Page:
Can God Speak Sports?

Wendy LeBolt

On any given Sunday morning in my town, more folks are on the soccer fields than in the sanctuaries. Kids in brightly colored jerseys dash to and fro; and parents get in the action, shouting encouragement and instructions. Come a little closer to smell the half-time oranges and to see the sticky smiles after post-game popsicles. Should these young people be playing soccer on Sunday morning?

pre-game soccer cheer2Some folks wag a warning finger at the games, but not me. On Sundays, I am on the field as regularly as I am in church because not long ago I was one of those kids. For me, growing up was friends, fun, and a bit of competition on the weekend. My parents didn’t take me to church; they took me to the ball field. I learned the rules of the games, and I played them for all I was worth.

When I was introduced to The Ten Commandments, they sounded familiar, like the rules I’d learned on the playing field. Little did I know that God thought them up, chiseled them on stone, and handed them to Moses on a mountain in Israel.

If God wrote to Moses in Hebrew and I am reading the same words today in English, couldn’t God have been writing them to me in sports, even before I knew the language of faith? Could the playing field be my mountain of God? Just to see, I tried translating the commandments (Exodus 20:1–17) into sport-speak.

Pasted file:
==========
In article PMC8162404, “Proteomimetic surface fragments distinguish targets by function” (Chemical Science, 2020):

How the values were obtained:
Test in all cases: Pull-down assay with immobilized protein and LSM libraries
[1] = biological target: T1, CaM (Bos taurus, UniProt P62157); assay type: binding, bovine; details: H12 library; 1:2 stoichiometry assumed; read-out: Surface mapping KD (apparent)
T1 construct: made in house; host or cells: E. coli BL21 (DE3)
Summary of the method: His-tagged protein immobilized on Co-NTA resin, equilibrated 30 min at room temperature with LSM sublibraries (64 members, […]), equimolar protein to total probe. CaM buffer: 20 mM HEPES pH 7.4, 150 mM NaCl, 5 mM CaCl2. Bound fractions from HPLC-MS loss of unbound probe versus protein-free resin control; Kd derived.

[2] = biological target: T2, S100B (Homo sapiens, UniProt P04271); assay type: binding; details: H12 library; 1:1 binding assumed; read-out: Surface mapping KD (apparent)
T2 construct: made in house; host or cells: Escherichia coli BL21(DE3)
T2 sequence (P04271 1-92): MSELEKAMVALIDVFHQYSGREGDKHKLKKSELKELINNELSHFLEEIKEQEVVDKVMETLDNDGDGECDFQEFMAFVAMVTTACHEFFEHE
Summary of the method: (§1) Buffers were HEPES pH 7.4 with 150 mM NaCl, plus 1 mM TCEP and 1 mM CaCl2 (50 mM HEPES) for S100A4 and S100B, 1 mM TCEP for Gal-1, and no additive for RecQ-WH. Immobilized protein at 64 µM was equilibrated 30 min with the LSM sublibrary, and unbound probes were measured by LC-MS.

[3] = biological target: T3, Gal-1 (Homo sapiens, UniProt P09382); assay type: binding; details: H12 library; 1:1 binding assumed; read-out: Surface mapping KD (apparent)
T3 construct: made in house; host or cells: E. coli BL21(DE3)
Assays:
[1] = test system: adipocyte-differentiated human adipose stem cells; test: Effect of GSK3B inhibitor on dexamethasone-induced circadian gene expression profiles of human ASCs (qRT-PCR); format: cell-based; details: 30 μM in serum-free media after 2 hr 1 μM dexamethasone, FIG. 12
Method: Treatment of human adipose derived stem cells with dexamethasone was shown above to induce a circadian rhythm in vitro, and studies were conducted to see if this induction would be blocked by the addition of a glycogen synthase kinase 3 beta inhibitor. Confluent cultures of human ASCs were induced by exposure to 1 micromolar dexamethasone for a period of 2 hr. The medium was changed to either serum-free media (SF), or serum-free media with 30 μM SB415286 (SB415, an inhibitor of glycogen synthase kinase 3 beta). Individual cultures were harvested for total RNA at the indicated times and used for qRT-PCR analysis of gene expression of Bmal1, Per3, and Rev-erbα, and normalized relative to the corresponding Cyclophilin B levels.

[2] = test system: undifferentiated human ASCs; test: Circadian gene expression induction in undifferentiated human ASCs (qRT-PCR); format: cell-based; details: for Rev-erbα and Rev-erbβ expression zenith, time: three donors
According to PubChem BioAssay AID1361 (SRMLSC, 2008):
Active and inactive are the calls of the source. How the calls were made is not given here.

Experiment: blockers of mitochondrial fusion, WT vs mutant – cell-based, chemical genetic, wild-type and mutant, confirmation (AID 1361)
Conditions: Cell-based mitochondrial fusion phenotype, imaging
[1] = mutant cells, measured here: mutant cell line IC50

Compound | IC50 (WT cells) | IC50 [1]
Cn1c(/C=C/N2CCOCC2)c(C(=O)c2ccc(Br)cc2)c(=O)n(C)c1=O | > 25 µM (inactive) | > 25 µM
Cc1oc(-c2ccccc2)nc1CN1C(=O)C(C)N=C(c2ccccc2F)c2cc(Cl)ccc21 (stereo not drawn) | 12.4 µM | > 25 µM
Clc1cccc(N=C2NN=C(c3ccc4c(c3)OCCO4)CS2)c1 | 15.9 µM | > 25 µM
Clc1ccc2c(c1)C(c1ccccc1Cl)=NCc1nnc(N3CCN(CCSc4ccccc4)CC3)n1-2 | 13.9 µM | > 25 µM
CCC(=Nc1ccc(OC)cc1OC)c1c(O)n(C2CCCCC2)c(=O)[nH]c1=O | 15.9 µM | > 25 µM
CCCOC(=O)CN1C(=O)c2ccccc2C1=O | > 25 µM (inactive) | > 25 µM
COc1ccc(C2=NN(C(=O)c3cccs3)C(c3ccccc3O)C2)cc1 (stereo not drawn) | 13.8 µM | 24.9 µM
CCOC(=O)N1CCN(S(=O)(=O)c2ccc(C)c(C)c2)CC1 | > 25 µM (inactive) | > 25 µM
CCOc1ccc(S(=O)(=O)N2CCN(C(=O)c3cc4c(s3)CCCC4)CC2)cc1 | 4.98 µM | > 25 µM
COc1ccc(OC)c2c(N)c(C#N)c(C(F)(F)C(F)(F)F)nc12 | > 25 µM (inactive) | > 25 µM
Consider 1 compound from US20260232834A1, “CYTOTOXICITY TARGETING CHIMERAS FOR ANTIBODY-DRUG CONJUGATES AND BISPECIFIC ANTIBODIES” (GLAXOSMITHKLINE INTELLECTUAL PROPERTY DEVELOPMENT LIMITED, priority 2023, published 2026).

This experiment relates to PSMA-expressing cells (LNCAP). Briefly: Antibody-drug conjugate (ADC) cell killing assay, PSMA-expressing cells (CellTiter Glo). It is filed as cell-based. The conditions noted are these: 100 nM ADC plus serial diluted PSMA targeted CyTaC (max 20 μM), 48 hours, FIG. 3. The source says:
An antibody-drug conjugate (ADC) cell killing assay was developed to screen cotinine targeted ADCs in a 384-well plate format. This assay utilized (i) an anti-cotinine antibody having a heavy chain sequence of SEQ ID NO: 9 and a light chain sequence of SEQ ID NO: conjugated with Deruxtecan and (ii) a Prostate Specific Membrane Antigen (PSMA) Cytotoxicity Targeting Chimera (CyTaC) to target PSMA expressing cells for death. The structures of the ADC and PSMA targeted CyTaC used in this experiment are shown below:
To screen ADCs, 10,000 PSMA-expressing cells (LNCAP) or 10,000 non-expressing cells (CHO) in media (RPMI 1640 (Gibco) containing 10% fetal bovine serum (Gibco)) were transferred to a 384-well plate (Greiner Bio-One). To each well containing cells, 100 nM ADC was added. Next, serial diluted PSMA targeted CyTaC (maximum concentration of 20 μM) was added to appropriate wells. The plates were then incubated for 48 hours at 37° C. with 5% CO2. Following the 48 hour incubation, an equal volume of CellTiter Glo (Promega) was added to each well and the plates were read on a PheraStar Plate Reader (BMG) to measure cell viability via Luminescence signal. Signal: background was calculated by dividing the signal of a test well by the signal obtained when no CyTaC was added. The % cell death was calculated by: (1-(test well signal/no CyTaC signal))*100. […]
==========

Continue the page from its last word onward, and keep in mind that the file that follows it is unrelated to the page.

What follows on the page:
X.     Do not covet. Be a gracious loser and a more gracious winner.
IX.    Do not lie. Play by the rules; victory is hollow if you don’t.
VIII.  Do not steal. Credit for the win belongs to the whole team; don’t take the credit for yourself.
VII.   Do not commit adultery. Honor your team commitments—in and out of uniform.
VI.    Do not murder. The spirit is fragile. Keep it alive in yourself, your teammates, and your opponents. Help them up when they fall, and don’t run up the score.
V.    Honor your father and mother. Thanking your parents for coming to watch says “I love you” in a special way.
IV.   Remember the Sabbath. Bodies, like souls, need a day of rest.
III.   Do not misuse the name of the Lord your God. Honor God’s name with your play; it is by God’s grace that you are able to play.
II.    Do not idolize. Play for fun, exercise, and healthy competition, not just for the trophy.
I.     Have no other gods. It is, after all, only a game. Always give the glory to God.

OLYMPUS DIGITAL CAMERAThe Ten Commandments and the rules of the game have a lot of common ground. For me, it is holy ground, a sanctuary of sorts. I look with a smile at the fields filled with children on a Sunday. I work with those kids. I pray for them, for their health and safety, for the strength of their bodies and the protection of their spirits. Together, we speak sports.

God faithfully reminds me that knowing the rules of the game is not enough. God expects me to put them into play. Where else is the field so ripe for harvest than among those who are not in church on Sunday?



List The Ten Commandments. If you play a sport, translate them into the language of your sport. If you are more of a spectator, apply them to the rules of the game you watch.

Wendy LeBolt of Herndon, Virginia, has, for more than a decade, been reaching out to kids and their families through her business, Fit2Finish, LLC. Her profession, mission, and ministry find their perfect intersection on the field of play.

—from devozine (January/February 2014). Copyright © 2013 by The Upper Room®. All rights reserved.

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